Recent judicial consideration of statutory exception to pari passu rule

Recent judicial consideration of statutory exception to pari passu rule

A recent case considered the statutory exception to the pari passu rule contained in section 553C of the Corporations Act 2001 (Cth) which deals with rights of set-off during liquidation.

What is required for a set off under section 553C?

The section provides a mechanism for setting off opposing claims that exist or are incipient as at the time of the winding up.  A set-off under this section requires that:

  • the creditor’s claim is provable in the winding up;
  • the claims exist at the date of the winding up;
  • the claims are capable of being converted into monetary amounts; and
  • the element of “mutuality” exists.

The element of mutuality means that credits, debts or claims arising from the dealings must be between the same parties and the benefit or burden of those credits, debts or claims must lie in the same interest, although it is not necessary that the claims are similar in nature.  The rationale for this section was set out by the High Court in Gye v McIntyre[1] (which considered s 86 of the Bankruptcy Act 1966 (Cth), a similar provision to section 553C):

Where there are genuine mutual debts, credits or other dealings, it would be unjust if the trustee in bankruptcy could insist upon having 100 cents in the dollar upon the whole of the debt owed to the bankrupt but at the same time insist that the bankrupt’s debtor must be satisfied with a dividend of some few cents in the dollar on the whole of the debt owed by the bankrupt to him…

Notice of insolvency and restriction to the right of set-off under section 553C(2)

There is a carve out to this right to set-off, namely, where a party has notice of the fact that the company was insolvent at the time of the relevant transaction (ie giving or taking of credit between the parties). 

The Victorian Supreme Court recently construed this exception in Façade Treatment Engineering Pty Ltd (in liq) v Brookfield Multiplex Constructions Pty Ltd[2]

The case involved Multiplex’s attempts to set-off amounts it claimed were due to it as completion costs and liquidated damages arising from Façade’s breach of the subcontract between it and Multiplex, against monies due to Façade under payment claims submitted by Façade to Multiplex.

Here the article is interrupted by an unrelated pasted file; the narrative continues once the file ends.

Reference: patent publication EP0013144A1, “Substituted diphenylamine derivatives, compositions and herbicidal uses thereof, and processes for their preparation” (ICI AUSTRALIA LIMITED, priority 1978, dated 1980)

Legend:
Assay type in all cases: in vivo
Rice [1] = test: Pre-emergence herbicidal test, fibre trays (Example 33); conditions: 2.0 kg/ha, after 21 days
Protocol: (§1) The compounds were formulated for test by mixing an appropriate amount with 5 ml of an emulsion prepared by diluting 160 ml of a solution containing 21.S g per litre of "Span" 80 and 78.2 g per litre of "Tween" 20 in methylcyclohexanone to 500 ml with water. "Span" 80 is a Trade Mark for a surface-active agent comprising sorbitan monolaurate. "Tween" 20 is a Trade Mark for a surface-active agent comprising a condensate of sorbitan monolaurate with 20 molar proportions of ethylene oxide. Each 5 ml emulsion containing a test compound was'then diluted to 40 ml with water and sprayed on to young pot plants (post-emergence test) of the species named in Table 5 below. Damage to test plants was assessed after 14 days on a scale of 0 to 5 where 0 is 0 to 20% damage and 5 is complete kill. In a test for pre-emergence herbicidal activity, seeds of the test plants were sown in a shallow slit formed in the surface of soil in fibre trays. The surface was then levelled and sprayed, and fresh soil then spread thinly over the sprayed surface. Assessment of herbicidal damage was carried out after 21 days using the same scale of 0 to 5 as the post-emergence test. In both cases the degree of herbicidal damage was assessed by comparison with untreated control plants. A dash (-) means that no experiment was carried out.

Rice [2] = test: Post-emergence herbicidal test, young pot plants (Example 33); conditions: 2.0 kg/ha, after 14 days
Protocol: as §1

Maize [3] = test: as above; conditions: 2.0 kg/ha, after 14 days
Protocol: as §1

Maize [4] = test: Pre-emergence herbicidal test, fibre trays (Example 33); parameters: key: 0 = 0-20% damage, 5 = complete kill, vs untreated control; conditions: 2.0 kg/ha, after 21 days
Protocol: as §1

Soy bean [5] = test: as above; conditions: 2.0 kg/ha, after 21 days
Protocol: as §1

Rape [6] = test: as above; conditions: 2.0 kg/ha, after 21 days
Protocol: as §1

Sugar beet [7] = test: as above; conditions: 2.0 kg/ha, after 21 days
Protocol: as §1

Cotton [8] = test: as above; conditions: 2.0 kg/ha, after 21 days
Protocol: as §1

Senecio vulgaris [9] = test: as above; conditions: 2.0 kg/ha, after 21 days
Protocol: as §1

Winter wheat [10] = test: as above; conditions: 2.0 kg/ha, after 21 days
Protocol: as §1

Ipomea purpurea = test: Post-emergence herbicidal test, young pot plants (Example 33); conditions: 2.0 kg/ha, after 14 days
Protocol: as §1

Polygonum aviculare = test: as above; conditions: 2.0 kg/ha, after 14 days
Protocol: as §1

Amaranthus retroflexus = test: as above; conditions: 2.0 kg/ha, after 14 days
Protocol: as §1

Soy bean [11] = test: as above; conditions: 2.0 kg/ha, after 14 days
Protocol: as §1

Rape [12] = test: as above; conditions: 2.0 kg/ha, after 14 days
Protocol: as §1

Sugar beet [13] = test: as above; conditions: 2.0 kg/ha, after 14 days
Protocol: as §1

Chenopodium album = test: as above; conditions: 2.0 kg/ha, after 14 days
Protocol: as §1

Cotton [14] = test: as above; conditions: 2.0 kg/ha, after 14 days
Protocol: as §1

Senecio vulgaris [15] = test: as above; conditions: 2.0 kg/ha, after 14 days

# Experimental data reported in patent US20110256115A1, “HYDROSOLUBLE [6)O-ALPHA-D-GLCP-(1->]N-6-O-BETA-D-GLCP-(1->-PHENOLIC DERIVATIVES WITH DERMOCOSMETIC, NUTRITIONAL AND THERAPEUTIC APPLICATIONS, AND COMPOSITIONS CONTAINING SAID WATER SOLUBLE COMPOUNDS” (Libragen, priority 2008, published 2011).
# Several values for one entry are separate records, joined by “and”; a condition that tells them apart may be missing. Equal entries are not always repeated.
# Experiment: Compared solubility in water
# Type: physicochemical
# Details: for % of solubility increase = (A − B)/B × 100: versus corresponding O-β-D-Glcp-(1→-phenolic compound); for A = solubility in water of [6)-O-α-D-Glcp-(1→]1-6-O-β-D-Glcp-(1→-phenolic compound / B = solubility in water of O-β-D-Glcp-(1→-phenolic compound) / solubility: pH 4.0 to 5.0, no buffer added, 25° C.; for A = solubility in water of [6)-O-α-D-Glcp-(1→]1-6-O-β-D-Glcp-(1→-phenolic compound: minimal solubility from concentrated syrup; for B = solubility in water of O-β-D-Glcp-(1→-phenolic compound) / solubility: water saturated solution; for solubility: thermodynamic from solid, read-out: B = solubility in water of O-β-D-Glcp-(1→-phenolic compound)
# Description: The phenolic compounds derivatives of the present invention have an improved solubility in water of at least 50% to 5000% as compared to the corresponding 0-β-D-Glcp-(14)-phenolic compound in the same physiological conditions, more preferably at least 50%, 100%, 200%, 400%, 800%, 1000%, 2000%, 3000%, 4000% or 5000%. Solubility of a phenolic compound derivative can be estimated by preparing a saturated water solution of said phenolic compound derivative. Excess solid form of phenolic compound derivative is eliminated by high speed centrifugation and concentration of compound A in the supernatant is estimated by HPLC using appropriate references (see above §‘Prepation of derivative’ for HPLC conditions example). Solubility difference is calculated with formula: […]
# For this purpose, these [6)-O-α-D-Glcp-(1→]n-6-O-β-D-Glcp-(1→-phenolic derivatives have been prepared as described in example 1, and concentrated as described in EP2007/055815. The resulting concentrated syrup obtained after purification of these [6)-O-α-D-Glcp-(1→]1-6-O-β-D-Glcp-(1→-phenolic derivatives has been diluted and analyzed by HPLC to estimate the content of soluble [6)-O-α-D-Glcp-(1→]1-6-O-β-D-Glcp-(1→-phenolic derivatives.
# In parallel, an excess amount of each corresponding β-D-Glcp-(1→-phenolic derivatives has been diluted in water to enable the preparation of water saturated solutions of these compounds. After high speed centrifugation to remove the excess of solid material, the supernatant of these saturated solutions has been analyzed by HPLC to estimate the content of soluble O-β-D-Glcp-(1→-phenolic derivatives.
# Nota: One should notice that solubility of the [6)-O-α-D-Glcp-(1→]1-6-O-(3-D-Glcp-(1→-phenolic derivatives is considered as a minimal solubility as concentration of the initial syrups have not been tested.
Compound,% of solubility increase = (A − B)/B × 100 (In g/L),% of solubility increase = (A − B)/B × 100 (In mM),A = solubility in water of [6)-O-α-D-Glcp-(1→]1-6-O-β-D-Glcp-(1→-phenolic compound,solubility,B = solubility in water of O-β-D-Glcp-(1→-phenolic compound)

The case was an appeal from the decision of Vickery J in the Supreme Court of Victoria. 

Ultimately, it was held that the relevant time for assessing Multiplex’s notice of Façade’s insolvency was the date at which the Subcontract was entered into, not the date of Façade’s breach which gave rise to Multiplex’s entitlement to claim completion costs and liquidated damages.

There were two grounds of appeal relevant to this discussion and they were expressed by the appellant, Façade, as follows:

Ground 5 – The learned trial judge erred in finding that the time for assessing notice of Façade’s insolvency for the purpose of section 553C(2) of the Corporations Act was 7 September 2011 (being the date of the Subcontract), and not when the debts which [Multiplex] sought to set off were incurred.

Ground 7 – The learned trial judge’s finding that section 553C(2) of the Corporations Act did not preclude the set-off proposed by Multiplex interfered with the well-established statutory regime and its underlying principle of pari passu, by which creditors of a company in liquidation are allowed to, and required to, share rateably in the available assets.

Ground 5 – what the parties said

Façade’s submissions included that the relevant time for assessing Multiplex’s “knowledge” of its insolvency for the purposes of section 553C(2) was when Multiplex accrued its entitlements to the completion costs and liquidated damages, that is, upon Façade’s breach, by which time Multiplex did in fact have notice of Façade’s insolvency.